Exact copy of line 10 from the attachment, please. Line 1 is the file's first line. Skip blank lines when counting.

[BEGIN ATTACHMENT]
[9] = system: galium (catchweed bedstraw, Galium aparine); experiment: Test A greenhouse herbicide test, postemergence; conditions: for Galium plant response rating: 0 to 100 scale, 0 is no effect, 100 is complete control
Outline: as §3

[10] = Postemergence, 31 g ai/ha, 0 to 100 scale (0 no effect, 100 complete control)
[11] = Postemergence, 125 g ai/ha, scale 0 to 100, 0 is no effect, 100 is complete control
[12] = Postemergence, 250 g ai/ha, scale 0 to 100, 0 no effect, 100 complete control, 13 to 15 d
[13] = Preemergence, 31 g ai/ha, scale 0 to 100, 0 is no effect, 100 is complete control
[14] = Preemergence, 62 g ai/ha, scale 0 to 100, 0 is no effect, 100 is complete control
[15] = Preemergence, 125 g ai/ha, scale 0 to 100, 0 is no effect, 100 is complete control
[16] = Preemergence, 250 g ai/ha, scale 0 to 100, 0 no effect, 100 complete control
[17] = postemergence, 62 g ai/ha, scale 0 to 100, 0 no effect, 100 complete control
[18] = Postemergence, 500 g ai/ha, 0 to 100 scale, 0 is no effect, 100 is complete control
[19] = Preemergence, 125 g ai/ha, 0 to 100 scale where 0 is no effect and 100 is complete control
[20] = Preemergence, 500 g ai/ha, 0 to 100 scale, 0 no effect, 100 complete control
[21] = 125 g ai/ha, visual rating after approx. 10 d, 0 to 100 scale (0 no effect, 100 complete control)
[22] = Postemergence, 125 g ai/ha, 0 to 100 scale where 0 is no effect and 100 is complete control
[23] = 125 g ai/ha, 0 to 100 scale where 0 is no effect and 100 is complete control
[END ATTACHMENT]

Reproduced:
[17] = postemergence, 62 g ai/ha, scale 0 to 100, 0 no effect, 100 complete control